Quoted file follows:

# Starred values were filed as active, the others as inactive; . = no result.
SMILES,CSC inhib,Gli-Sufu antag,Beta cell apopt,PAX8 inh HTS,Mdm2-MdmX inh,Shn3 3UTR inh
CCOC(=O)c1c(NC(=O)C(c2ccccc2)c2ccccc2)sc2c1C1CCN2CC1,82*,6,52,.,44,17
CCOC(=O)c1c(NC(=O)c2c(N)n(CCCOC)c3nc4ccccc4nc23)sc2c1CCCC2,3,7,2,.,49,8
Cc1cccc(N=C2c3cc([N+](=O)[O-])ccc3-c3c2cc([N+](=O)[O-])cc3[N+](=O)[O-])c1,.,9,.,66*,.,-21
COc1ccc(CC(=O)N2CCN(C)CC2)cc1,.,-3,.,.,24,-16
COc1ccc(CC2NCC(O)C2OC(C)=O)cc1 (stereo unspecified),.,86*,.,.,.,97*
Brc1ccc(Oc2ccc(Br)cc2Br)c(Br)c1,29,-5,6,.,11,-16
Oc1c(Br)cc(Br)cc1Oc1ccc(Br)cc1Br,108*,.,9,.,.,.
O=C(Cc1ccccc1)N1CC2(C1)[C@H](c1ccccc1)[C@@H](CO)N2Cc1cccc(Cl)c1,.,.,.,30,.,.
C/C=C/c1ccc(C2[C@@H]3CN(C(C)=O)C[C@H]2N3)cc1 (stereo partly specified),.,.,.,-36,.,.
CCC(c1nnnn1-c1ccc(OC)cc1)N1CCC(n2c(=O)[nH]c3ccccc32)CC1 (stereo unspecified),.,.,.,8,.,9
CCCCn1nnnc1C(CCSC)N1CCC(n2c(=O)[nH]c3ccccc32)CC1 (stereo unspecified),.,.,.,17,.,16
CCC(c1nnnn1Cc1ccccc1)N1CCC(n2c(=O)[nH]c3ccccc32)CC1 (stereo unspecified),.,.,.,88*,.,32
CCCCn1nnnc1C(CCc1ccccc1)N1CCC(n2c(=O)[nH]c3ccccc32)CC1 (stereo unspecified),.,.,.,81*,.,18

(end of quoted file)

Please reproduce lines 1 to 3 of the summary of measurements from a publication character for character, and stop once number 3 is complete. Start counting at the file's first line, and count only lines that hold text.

# Starred values were filed as active, the others as inactive; . = no result.
SMILES,CSC inhib,Gli-Sufu antag,Beta cell apopt,PAX8 inh HTS,Mdm2-MdmX inh,Shn3 3UTR inh
CCOC(=O)c1c(NC(=O)C(c2ccccc2)c2ccccc2)sc2c1C1CCN2CC1,82*,6,52,.,44,17